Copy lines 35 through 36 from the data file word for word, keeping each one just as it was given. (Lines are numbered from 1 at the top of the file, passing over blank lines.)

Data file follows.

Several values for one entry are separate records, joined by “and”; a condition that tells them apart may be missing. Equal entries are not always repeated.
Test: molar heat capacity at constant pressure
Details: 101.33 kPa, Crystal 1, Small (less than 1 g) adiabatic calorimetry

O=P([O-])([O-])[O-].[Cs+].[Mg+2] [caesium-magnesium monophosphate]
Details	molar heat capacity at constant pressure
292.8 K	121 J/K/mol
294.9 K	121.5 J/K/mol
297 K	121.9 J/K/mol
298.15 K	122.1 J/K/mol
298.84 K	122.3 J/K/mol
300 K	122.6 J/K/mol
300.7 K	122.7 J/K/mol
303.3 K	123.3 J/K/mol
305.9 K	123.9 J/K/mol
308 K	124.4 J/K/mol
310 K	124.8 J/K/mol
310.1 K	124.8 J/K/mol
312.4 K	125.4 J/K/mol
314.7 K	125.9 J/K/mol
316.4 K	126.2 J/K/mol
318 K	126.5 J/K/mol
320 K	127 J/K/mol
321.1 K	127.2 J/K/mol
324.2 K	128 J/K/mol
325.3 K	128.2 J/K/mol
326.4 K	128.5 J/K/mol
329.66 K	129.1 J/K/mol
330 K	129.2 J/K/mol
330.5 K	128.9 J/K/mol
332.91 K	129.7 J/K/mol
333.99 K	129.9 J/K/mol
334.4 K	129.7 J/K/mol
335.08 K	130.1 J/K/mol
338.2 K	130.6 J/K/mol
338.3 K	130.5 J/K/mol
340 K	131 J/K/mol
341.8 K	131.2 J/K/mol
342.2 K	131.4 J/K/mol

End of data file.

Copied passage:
338.3 K	130.5 J/K/mol
340 K	131 J/K/mol